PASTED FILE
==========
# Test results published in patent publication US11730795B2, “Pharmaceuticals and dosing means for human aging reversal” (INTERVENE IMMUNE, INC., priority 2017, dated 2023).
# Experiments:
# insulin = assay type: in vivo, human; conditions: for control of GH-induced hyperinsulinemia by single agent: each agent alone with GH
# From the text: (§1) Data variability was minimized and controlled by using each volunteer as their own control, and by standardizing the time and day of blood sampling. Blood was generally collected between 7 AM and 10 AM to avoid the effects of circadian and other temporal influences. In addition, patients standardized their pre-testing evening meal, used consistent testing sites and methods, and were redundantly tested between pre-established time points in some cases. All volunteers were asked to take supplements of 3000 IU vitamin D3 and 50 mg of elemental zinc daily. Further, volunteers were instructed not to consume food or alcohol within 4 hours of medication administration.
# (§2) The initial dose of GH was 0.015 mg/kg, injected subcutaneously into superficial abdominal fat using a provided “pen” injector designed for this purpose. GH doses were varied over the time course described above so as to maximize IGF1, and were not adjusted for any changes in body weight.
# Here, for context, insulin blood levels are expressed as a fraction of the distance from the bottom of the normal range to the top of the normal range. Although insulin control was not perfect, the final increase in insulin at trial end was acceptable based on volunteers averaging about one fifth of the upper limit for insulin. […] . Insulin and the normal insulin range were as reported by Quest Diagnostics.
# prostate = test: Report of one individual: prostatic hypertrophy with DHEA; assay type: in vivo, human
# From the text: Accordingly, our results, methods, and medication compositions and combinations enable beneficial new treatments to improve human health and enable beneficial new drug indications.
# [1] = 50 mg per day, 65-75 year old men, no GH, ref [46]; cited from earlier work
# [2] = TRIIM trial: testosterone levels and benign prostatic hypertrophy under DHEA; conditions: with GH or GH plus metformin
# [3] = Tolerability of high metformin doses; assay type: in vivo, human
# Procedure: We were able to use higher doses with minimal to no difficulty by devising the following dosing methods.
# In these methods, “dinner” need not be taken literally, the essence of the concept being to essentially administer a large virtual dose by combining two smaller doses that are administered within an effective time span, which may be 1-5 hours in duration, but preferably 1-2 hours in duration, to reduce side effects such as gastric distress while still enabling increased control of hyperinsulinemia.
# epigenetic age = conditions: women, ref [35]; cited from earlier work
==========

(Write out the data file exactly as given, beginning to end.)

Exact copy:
# Test results published in patent publication US11730795B2, “Pharmaceuticals and dosing means for human aging reversal” (INTERVENE IMMUNE, INC., priority 2017, dated 2023).
# Experiments:
# insulin = assay type: in vivo, human; conditions: for control of GH-induced hyperinsulinemia by single agent: each agent alone with GH
# From the text: (§1) Data variability was minimized and controlled by using each volunteer as their own control, and by standardizing the time and day of blood sampling. Blood was generally collected between 7 AM and 10 AM to avoid the effects of circadian and other temporal influences. In addition, patients standardized their pre-testing evening meal, used consistent testing sites and methods, and were redundantly tested between pre-established time points in some cases. All volunteers were asked to take supplements of 3000 IU vitamin D3 and 50 mg of elemental zinc daily. Further, volunteers were instructed not to consume food or alcohol within 4 hours of medication administration.
# (§2) The initial dose of GH was 0.015 mg/kg, injected subcutaneously into superficial abdominal fat using a provided “pen” injector designed for this purpose. GH doses were varied over the time course described above so as to maximize IGF1, and were not adjusted for any changes in body weight.
# Here, for context, insulin blood levels are expressed as a fraction of the distance from the bottom of the normal range to the top of the normal range. Although insulin control was not perfect, the final increase in insulin at trial end was acceptable based on volunteers averaging about one fifth of the upper limit for insulin. […] . Insulin and the normal insulin range were as reported by Quest Diagnostics.
# prostate = test: Report of one individual: prostatic hypertrophy with DHEA; assay type: in vivo, human
# From the text: Accordingly, our results, methods, and medication compositions and combinations enable beneficial new treatments to improve human health and enable beneficial new drug indications.
# [1] = 50 mg per day, 65-75 year old men, no GH, ref [46]; cited from earlier work
# [2] = TRIIM trial: testosterone levels and benign prostatic hypertrophy under DHEA; conditions: with GH or GH plus metformin
# [3] = Tolerability of high metformin doses; assay type: in vivo, human
# Procedure: We were able to use higher doses with minimal to no difficulty by devising the following dosing methods.
# In these methods, “dinner” need not be taken literally, the essence of the concept being to essentially administer a large virtual dose by combining two smaller doses that are administered within an effective time span, which may be 1-5 hours in duration, but preferably 1-2 hours in duration, to reduce side effects such as gastric distress while still enabling increased control of hyperinsulinemia.
# epigenetic age = conditions: women, ref [35]; cited from earlier work